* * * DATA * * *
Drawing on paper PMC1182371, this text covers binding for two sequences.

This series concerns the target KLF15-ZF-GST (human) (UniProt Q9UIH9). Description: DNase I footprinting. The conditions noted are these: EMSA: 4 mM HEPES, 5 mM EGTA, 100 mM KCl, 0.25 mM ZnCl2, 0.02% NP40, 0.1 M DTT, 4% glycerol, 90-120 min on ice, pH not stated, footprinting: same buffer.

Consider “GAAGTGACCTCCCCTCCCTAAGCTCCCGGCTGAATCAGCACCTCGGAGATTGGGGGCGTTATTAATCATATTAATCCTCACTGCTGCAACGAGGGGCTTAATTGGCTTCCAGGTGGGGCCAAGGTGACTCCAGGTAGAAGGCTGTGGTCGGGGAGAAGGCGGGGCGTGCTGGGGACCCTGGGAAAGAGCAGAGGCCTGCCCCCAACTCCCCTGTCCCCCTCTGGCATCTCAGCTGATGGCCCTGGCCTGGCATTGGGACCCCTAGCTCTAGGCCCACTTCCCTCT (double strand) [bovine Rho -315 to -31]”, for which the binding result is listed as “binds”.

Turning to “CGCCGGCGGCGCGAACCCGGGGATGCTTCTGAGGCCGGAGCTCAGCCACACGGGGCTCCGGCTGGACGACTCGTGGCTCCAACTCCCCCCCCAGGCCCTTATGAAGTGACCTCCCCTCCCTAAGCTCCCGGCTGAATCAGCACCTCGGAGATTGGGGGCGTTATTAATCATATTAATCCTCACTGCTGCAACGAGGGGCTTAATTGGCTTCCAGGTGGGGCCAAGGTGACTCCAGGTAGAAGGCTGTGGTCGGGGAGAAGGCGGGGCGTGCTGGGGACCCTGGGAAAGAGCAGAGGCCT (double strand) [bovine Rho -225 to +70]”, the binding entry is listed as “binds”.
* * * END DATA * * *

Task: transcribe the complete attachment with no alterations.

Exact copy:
Drawing on paper PMC1182371, this text covers binding for two sequences.

This series concerns the target KLF15-ZF-GST (human) (UniProt Q9UIH9). Description: DNase I footprinting. The conditions noted are these: EMSA: 4 mM HEPES, 5 mM EGTA, 100 mM KCl, 0.25 mM ZnCl2, 0.02% NP40, 0.1 M DTT, 4% glycerol, 90-120 min on ice, pH not stated, footprinting: same buffer.

Consider “GAAGTGACCTCCCCTCCCTAAGCTCCCGGCTGAATCAGCACCTCGGAGATTGGGGGCGTTATTAATCATATTAATCCTCACTGCTGCAACGAGGGGCTTAATTGGCTTCCAGGTGGGGCCAAGGTGACTCCAGGTAGAAGGCTGTGGTCGGGGAGAAGGCGGGGCGTGCTGGGGACCCTGGGAAAGAGCAGAGGCCTGCCCCCAACTCCCCTGTCCCCCTCTGGCATCTCAGCTGATGGCCCTGGCCTGGCATTGGGACCCCTAGCTCTAGGCCCACTTCCCTCT (double strand) [bovine Rho -315 to -31]”, for which the binding result is listed as “binds”.

Turning to “CGCCGGCGGCGCGAACCCGGGGATGCTTCTGAGGCCGGAGCTCAGCCACACGGGGCTCCGGCTGGACGACTCGTGGCTCCAACTCCCCCCCCAGGCCCTTATGAAGTGACCTCCCCTCCCTAAGCTCCCGGCTGAATCAGCACCTCGGAGATTGGGGGCGTTATTAATCATATTAATCCTCACTGCTGCAACGAGGGGCTTAATTGGCTTCCAGGTGGGGCCAAGGTGACTCCAGGTAGAAGGCTGTGGTCGGGGAGAAGGCGGGGCGTGCTGGGGACCCTGGGAAAGAGCAGAGGCCT (double strand) [bovine Rho -225 to +70]”, the binding entry is listed as “binds”.